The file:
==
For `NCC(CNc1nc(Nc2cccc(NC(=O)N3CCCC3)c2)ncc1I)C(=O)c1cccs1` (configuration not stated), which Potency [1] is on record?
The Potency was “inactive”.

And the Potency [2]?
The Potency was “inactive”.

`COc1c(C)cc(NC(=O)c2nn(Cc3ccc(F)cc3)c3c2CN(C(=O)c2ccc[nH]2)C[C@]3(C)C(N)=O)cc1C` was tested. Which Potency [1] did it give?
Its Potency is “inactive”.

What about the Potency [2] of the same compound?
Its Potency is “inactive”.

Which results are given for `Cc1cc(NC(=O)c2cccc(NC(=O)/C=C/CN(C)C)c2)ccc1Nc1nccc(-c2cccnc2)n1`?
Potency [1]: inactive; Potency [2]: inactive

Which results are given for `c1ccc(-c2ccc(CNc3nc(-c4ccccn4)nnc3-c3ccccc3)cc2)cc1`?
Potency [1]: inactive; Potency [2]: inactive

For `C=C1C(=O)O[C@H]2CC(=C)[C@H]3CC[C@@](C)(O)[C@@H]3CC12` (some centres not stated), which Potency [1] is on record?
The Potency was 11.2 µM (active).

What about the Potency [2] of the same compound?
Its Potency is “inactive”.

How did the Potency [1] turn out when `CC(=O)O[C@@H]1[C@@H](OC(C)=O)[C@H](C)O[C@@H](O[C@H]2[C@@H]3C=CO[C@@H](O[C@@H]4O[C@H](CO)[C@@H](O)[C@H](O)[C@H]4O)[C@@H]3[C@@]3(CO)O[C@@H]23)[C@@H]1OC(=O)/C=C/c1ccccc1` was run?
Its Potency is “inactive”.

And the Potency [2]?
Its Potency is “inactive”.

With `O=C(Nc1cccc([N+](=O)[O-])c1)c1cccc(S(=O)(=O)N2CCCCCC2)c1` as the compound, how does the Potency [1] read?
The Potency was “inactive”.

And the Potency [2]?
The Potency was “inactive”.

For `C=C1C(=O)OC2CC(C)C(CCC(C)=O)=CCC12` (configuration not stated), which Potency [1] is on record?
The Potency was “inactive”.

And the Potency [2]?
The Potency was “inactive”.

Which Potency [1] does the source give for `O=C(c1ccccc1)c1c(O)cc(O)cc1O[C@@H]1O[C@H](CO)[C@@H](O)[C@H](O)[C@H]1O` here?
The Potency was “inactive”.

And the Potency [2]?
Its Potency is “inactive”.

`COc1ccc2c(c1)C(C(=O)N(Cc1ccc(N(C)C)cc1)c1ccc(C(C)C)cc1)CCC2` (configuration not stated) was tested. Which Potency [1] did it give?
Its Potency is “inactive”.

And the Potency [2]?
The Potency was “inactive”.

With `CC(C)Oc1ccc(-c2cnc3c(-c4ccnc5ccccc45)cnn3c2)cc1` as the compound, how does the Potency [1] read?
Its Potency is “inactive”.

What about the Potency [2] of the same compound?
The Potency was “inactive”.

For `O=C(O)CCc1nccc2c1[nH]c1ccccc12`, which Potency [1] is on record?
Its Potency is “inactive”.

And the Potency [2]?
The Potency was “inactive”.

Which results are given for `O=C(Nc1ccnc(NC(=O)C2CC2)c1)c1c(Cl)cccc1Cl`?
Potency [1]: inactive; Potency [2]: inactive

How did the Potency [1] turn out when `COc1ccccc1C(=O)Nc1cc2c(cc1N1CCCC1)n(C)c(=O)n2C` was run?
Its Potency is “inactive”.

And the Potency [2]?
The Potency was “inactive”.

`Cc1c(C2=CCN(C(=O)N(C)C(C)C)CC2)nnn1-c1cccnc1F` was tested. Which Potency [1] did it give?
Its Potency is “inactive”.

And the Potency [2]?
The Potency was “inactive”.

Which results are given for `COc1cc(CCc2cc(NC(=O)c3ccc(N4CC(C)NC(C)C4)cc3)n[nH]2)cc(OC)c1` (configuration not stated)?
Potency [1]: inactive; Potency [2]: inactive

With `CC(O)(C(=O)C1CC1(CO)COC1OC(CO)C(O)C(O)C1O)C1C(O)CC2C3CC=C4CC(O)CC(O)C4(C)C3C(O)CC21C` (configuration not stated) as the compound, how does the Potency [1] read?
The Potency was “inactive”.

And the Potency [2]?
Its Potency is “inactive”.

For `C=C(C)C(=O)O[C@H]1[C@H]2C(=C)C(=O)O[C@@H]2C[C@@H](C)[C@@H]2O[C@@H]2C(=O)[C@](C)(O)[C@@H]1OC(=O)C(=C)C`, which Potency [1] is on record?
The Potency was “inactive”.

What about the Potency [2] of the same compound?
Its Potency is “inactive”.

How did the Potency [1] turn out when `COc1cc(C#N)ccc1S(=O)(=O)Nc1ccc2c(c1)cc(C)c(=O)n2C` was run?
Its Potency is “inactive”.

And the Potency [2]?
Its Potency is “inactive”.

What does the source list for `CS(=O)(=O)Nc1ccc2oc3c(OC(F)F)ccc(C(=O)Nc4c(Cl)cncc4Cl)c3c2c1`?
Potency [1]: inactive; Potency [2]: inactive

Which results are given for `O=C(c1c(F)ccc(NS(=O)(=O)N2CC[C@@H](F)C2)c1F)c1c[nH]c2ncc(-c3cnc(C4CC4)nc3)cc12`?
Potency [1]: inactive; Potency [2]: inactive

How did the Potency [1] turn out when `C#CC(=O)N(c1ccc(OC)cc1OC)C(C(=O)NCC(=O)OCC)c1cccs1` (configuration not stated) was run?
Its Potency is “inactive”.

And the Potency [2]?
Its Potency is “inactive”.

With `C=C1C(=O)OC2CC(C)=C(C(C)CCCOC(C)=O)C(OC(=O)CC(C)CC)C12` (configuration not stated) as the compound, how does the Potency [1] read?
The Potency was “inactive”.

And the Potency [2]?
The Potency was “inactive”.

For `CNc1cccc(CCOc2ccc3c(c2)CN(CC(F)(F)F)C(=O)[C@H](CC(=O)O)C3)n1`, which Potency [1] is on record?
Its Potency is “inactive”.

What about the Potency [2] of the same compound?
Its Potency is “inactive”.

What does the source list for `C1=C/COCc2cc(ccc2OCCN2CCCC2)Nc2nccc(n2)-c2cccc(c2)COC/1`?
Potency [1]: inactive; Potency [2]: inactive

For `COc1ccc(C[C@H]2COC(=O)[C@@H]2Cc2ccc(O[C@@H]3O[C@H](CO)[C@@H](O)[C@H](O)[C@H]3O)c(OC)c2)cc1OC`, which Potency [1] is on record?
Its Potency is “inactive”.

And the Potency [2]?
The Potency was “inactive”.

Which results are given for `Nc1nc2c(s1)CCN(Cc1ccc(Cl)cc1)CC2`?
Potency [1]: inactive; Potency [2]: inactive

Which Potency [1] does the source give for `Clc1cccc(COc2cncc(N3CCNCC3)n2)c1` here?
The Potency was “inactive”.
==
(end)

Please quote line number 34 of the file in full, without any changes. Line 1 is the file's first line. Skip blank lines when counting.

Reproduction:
Its Potency is “inactive”.